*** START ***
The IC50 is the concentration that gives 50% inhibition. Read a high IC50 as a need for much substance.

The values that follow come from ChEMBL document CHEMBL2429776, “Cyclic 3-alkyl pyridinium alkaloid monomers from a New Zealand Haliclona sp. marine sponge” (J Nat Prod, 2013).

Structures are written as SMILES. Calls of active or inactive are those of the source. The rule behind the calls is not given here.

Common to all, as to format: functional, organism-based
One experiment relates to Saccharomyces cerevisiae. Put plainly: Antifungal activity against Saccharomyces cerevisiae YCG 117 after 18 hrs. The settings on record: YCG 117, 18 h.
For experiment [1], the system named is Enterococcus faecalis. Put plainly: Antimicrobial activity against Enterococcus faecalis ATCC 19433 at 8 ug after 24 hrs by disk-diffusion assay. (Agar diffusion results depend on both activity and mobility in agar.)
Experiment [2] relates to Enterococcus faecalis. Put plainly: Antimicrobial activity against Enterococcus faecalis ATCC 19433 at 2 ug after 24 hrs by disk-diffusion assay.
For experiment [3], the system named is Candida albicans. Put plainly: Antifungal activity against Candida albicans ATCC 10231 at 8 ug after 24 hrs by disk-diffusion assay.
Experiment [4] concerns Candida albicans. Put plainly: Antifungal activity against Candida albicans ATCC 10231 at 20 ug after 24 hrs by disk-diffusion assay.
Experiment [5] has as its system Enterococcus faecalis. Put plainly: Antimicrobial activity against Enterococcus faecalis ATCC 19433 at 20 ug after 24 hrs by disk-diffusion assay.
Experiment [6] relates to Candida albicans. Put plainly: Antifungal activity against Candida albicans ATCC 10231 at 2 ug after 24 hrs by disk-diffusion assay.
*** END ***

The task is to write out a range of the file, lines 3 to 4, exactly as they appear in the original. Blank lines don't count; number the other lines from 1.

Structures are written as SMILES. Calls of active or inactive are those of the source. The rule behind the calls is not given here.

Common to all, as to format: functional, organism-based